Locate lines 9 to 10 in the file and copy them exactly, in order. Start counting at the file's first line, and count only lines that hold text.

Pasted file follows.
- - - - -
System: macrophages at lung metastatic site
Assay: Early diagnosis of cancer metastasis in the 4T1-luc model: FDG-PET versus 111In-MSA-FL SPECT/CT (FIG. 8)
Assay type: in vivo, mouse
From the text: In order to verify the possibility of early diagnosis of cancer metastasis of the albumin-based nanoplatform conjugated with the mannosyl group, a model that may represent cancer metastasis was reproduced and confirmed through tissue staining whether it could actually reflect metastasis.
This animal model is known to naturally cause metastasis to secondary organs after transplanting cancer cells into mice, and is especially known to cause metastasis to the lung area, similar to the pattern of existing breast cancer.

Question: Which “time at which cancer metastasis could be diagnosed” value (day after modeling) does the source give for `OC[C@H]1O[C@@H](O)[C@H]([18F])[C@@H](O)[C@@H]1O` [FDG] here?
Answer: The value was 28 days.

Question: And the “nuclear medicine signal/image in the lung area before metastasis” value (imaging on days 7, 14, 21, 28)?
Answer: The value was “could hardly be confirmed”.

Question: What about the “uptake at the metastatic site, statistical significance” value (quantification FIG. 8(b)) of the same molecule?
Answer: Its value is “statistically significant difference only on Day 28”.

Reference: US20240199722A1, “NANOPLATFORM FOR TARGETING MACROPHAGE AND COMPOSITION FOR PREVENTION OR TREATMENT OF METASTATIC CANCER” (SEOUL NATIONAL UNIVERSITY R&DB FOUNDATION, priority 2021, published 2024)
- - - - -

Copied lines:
Answer: The value was “could hardly be confirmed”.

Question: What about the “uptake at the metastatic site, statistical significance” value (quantification FIG. 8(b)) of the same molecule?